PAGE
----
Are You Mad at God?

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If we don’t deal with the anger or bitterness, or resentment we may be feeling toward God, our relationship with Him will suffer.

Have you ever prayed for healing that never came?

Have you ever faced a loss that didn’t make sense?

Have you ever desired to serve God but been denied the opportunity?

Have you ever been mad at God? 

I know this isn’t something we talk about often. It certainly isn’t something we like to admit to other Christians, but I think many of us have wrestled with anger toward God at one time or another. When we face very difficult circumstances, heartbreak or disappointment there is a part of us that wonders, “God, how could you let this happen?” And sometimes, a bitter root starts burrowing in our hearts as a result. 

When unforgiveness goes unchecked in our human relationships, the results can be disastrous. The same is true in our relationship with Christ. If we don’t deal with the anger or bitterness, or resentment we may be feeling toward God, our relationship with Him will suffer. We may find ourselves feeling distant from Him, spending less time seeking Him through prayer and Bible study, or losing the passion we once had for serving Him. When that happens, we need to remind ourselves that: 

God doesn’t need to be forgiven. While His ways may not make sense to us, they are perfect (2 Samuel 22:31), He cannot sin (Hebrews 4:15) and He always has our best interest in mind (Romans 8:28). 

Nancy puts it this way in Choosing Forgiveness:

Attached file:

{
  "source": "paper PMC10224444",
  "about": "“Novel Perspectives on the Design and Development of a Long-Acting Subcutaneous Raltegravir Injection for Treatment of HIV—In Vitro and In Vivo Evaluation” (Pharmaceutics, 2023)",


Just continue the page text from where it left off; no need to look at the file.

“Have you ever found yourself the victim of your own poor choices or perhaps the poor choices of others? But, instead of taking responsibility for them or choosing to forgive the one who misled or mistreated you, your ultimate response has been anger toward God for letting this turn of events occur without warning you, without bailing you out, without stepping in and stopping it while there was still time to avoid disaster?

It’s at this point that some would even suggest a need to “forgive God”—as though He had erred and was in need of pardon. Us? Forgive God? Think about it. The very idea borders on outright blasphemy. To think we have that kind of power over the righteous, sovereign God is to demean His name and inflate our importance

No, God doesn’t need forgiveness from us. He is never guilty of making mistakes. In fact, the thing you may think is a cruel injustice on His part may actually turn out to be the best thing that ever happened to you. It can at least, be transformed for your good, for His glory, and for the advance of His eternal kingdom.”

If you are harboring anger, bitterness, or resentment toward Him, let it go so that your own heart can be healed.  

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